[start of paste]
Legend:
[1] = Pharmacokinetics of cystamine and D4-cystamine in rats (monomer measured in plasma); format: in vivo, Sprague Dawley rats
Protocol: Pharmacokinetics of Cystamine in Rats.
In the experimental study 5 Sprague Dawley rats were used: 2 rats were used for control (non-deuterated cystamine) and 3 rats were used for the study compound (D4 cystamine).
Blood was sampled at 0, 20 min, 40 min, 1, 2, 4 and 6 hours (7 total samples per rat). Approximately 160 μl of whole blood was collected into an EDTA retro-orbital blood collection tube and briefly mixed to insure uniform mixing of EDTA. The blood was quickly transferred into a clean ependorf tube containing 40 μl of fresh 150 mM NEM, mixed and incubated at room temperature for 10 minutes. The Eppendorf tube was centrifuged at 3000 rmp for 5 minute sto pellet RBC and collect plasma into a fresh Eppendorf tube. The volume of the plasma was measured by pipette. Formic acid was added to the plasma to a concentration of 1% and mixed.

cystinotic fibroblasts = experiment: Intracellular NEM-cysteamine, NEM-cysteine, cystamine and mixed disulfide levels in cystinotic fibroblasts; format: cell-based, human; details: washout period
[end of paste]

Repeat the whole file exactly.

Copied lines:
Legend:
[1] = Pharmacokinetics of cystamine and D4-cystamine in rats (monomer measured in plasma); format: in vivo, Sprague Dawley rats
Protocol: Pharmacokinetics of Cystamine in Rats.
In the experimental study 5 Sprague Dawley rats were used: 2 rats were used for control (non-deuterated cystamine) and 3 rats were used for the study compound (D4 cystamine).
Blood was sampled at 0, 20 min, 40 min, 1, 2, 4 and 6 hours (7 total samples per rat). Approximately 160 μl of whole blood was collected into an EDTA retro-orbital blood collection tube and briefly mixed to insure uniform mixing of EDTA. The blood was quickly transferred into a clean ependorf tube containing 40 μl of fresh 150 mM NEM, mixed and incubated at room temperature for 10 minutes. The Eppendorf tube was centrifuged at 3000 rmp for 5 minute sto pellet RBC and collect plasma into a fresh Eppendorf tube. The volume of the plasma was measured by pipette. Formic acid was added to the plasma to a concentration of 1% and mixed.

cystinotic fibroblasts = experiment: Intracellular NEM-cysteamine, NEM-cysteine, cystamine and mixed disulfide levels in cystinotic fibroblasts; format: cell-based, human; details: washout period